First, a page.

The second lady of Ghana will attend the WHO meeting on energy

Mrs. Samira Bawumia, the Second Lady, is scheduled to attend the second meeting of the World Health Organization-sponsored High-Level Coalition on Health and Energy.The event, which would take place in Geneva on October 7, would provide Coalition members with an opportunity to devise strategies for accelerating clean cooking and electrifying healthcare facilities across the globe.

At the Coalition’s first meeting, the Second Lady made significant contributions to the adoption of the Strategic Roadmap, earning her praise from the Director-General of WHO, Dr. Tedros Adhanom Ghebreyesus, who praised her for replicating her powerful leadership under her Empowerment and Humanitarian Projects (SEHP) umbrella.In conjunction with Ashden, Sustainable Energy for All honored Hajia Samira as the first of seven individuals in 2019.

It emphasized her efforts to achieve the Sustainable Development Goal (SDG) 7 of the United Nations, which is to provide everyone with modern, dependable, renewable, and affordable energy by 2030.Again, Mrs. Bawumia was made an Ambassador for the Global Alliance for Clean Cookstoves. She joined other upcoming leaders like the late former UN Secretary-General Kofi Annan to work with the Alliance and its partners to raise awareness about household air pollution and encourage more people in developing countries to use clean cooking solutions. The goal is to make the world a cleaner place and get rid of deaths caused by pollution from burning solid fuels for cooking.Over 2.4 billion people, or about a third of the world’s population, cook on open fires or inefficient stoves powered by coal, biomass (wood, animal dung, and crop waste), or kerosene, according to the World Health Organization (WHO).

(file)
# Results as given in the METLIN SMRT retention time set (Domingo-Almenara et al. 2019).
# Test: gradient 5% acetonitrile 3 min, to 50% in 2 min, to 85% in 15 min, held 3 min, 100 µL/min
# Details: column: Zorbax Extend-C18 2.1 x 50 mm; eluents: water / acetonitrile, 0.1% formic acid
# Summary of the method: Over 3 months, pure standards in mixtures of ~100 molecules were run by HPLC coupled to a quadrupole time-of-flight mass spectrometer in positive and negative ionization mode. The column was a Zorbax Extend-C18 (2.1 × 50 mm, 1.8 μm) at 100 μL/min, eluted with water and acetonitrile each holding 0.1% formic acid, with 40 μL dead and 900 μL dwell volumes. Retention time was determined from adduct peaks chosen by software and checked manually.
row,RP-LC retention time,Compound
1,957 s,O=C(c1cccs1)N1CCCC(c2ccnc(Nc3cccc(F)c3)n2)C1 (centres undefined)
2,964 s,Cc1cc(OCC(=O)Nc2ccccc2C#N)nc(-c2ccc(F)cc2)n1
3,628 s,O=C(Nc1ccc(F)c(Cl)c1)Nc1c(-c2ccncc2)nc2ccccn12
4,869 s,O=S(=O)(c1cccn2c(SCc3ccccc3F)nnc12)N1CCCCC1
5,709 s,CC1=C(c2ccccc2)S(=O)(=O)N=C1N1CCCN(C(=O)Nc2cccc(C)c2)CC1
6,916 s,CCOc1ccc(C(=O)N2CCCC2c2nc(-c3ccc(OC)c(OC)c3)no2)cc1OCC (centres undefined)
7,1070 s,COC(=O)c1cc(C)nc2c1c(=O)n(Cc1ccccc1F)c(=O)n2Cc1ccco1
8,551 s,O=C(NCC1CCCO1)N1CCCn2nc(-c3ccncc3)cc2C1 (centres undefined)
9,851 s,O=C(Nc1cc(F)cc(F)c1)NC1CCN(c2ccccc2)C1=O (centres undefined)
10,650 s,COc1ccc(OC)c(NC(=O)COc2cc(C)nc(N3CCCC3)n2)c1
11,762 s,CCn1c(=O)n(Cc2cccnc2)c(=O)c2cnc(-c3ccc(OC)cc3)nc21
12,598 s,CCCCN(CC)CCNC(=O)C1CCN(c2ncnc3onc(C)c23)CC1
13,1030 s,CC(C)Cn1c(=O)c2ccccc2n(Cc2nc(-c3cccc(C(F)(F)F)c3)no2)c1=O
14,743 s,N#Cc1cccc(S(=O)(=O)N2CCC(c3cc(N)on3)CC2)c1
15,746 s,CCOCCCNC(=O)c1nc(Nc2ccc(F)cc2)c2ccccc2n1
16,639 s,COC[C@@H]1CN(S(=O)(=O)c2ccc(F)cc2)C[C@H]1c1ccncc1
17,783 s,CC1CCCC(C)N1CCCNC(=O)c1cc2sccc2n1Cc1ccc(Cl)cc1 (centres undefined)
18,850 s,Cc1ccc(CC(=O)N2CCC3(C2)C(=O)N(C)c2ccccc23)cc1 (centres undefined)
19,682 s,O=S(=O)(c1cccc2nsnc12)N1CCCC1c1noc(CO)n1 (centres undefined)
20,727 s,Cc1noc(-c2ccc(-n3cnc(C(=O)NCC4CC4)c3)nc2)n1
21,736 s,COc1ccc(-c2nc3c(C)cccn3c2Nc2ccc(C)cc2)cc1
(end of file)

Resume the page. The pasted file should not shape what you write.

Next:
In 2020, it was estimated that household air pollution was the cause of 3.2 million deaths per year, including over 237, 000 deaths of children under the age of five.To put this into perspective, household air pollution is worse than the combined deaths from HIV/AIDS, malaria, and tuberculosis because of inefficient use of clean fuels and technologies.The majority of these individuals are poor and reside in countries with low or middle incomes, with severely skewed access to cleaner cooking options.In this vein, the Second Lady, Hajia Samira, has increased efforts to address the issue with her non-profit organization, SEHP.

The High-Level Coalition on Health and Energy was set up in 2019 by the WHO Director-General to strengthen cooperation between the health and energy sectors, increase political momentum, encourage investments, garner public support, and drive practical solutions.Twelve Ministers of Health and Energy, fourteen heads of international organizations (including UNICEF, GAVI, UNHCR, and UNDP), and two Health and Energy Champions make up the Coalition at the moment.To carry out its mandate and achieve maximum global impact, the Coalition intends to increase its membership.

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